Cenozoic mass-transport facies and their correlation with relative sea-level change, New Jersey continental margin

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Marine Geology
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May 20
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Mass-transport deposits reveal something of the timing, source areas and depositional processes that contributed to the evolution of the New Jersey continental margin. Many of the mass-transport deposits rest upon prominent stratal surfaces and sequence boundaries permitting evaluation of the relationship between mass wasting and eustatic change. Five distinct mass-transport facies representative of intercanyon regions of the slope, canyons and continental rise settings are recognized in the Ocean Drilling Program Leg 150 Sites (902-906). These mass-transport deposits consist predominantly of muddy slumps and debris flows, and to a lesser extent sandy mass flows and gravity-related flows. The styles of soft-sediment deformation, mineralogy, and biostratigraphy of these mass-transport deposits provide new information on the mass-wasting history of the continental margin. At intercanyon sites beneath the continental slope (Sites 902-904), mud with disseminated sand occurs mainly at sequence boundaries and related stratal surfaces in upper Oligocene to upper Miocene sections. In contrast, muddy and sandy debris flows and slumps occur at sequence boundaries, stratal surfaces and within sequences in upper Miocene through Pleistocene sections. The type and preservation of mass-transport facies (10-15% of the total sediment recovered) on the continental slope through time, is associated with changes in sediment progradation during the Miocene, which led to a change in the morphology and gradient of the slope throughout the late Neogene. Mass-wasting facies are best preserved (36% of the total sediment) in the canyon-fill deposits recovered from Site 906. The fill of modem Berkeley Canyon is composed of debris flows, whereas the fill of a buried middle Miocene canyon consists of clast supported slumps, debris flows, and turbidites, which document an early episode of canyon excavation and infilling. Apparently the middle Miocene canyon cutting event occurred very rapidly (similar to2.5 Ma) and can be correlated to a prominent glacioeustatic sea-level lowering event (13.5+/-0.5 Ma). Approximately 30 in of debris flows and slumps accumulated at Site 905 on the continental rise during the middle Miocene. Lithologies and benthic foraminifer assemblages show that this material was derived from the continental slope. Downslope transport was again significant during the early Pleistocene at Site 905 when 215 in of slumps and debris flows accumulated. The lithology and age of the clasts and matrix suggest that these deposits resulted from episodes of canyon excavation deep into the lithified rocks of the adjacent continental slope. (C) 2002 Elsevier Science B.V. All rights reserved.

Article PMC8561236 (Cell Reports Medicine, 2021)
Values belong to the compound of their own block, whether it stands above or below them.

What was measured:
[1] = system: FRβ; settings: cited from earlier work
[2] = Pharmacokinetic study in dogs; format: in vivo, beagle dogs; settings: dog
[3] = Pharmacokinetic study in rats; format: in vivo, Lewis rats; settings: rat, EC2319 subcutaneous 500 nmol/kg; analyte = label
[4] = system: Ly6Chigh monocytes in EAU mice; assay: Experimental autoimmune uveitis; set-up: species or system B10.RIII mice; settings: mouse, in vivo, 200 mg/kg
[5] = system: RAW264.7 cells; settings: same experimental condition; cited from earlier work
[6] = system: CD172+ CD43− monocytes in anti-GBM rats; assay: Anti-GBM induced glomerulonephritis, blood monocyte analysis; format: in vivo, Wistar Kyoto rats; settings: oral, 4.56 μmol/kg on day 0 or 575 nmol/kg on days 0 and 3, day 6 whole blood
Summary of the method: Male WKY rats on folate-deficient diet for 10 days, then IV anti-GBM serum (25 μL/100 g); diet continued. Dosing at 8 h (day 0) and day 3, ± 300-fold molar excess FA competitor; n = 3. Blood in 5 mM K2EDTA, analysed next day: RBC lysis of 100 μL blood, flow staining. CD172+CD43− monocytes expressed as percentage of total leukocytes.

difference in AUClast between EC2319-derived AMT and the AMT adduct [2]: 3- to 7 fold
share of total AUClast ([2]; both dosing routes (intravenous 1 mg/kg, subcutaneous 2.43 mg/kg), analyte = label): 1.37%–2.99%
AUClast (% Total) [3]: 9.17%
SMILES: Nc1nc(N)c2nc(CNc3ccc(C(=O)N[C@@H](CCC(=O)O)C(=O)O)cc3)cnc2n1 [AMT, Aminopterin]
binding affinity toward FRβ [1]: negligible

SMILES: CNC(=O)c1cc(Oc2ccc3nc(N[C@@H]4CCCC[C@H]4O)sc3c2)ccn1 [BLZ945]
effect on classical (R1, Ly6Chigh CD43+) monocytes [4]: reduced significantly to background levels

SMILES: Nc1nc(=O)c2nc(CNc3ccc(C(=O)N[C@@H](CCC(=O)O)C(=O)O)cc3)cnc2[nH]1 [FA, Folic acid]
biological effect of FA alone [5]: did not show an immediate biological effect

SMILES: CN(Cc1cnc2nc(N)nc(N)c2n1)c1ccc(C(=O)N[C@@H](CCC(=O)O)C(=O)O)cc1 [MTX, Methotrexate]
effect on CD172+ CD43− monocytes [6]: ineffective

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Pii S0025-3227(01)00240-7